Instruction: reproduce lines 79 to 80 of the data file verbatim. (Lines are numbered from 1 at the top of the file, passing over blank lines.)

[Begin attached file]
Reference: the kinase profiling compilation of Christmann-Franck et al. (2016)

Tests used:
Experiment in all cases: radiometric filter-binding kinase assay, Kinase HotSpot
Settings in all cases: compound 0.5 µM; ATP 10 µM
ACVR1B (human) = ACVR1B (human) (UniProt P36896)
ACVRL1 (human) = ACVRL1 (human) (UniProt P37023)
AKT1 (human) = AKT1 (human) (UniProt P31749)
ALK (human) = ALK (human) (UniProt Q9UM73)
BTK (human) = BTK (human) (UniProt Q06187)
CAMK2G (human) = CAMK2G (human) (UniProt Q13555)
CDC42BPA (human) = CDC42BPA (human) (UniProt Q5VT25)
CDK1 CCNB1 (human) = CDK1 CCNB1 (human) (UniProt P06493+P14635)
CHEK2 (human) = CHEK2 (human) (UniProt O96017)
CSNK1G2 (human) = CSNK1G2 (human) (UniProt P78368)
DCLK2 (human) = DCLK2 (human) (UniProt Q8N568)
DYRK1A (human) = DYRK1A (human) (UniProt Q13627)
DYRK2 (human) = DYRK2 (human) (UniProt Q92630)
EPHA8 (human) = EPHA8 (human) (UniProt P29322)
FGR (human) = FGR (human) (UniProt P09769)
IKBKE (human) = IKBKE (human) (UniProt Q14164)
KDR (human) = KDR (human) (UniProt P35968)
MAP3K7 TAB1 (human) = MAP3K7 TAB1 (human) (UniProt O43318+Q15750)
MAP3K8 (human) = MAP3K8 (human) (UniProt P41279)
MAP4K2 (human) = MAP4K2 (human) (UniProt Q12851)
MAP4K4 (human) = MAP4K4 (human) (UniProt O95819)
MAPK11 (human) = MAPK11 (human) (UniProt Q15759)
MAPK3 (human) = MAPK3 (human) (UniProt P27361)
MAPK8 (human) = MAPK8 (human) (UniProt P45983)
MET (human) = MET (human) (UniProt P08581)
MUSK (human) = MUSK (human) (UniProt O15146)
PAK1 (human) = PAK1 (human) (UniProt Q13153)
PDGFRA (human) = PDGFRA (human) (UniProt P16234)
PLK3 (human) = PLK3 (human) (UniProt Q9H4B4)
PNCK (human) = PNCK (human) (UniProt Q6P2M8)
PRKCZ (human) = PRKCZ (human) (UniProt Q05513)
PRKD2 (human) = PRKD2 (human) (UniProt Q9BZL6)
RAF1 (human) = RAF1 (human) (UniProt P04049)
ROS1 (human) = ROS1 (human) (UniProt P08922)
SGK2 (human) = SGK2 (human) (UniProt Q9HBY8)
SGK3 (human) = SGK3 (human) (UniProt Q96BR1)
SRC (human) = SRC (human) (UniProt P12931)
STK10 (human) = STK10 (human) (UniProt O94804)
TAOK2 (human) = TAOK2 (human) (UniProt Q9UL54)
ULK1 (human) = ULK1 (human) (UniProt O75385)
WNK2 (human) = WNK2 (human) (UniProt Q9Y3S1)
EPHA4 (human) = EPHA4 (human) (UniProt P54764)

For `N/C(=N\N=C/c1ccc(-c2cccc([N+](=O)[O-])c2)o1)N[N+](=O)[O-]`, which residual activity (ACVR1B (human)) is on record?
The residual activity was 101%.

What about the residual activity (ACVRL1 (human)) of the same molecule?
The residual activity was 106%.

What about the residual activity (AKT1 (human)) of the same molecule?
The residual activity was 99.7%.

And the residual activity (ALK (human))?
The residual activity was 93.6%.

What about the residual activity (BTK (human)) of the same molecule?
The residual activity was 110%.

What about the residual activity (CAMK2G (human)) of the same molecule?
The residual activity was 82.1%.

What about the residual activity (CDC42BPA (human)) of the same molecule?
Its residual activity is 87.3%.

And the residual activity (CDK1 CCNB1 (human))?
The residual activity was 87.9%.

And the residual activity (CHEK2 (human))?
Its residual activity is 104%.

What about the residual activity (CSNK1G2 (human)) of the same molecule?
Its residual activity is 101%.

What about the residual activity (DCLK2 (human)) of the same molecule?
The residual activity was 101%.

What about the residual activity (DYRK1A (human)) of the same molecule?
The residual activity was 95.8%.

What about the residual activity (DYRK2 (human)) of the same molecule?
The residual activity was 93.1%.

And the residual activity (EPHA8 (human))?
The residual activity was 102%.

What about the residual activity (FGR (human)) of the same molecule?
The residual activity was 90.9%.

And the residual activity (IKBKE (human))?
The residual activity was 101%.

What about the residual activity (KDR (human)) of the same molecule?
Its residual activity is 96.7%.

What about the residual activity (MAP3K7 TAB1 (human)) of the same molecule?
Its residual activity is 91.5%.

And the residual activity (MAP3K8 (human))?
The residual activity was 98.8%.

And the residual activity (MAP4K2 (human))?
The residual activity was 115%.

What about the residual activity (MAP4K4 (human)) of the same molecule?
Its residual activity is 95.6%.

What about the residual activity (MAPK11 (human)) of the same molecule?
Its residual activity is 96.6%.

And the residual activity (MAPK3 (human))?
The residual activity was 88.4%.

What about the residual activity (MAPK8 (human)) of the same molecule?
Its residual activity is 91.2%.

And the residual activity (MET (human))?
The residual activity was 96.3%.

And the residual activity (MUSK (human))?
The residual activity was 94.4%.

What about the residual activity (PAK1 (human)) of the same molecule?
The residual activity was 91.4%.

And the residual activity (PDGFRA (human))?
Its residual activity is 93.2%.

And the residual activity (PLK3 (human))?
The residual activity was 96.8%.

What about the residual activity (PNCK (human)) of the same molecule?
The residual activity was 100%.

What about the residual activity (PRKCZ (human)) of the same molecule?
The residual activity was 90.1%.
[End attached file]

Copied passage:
What about the residual activity (KDR (human)) of the same molecule?
Its residual activity is 96.7%.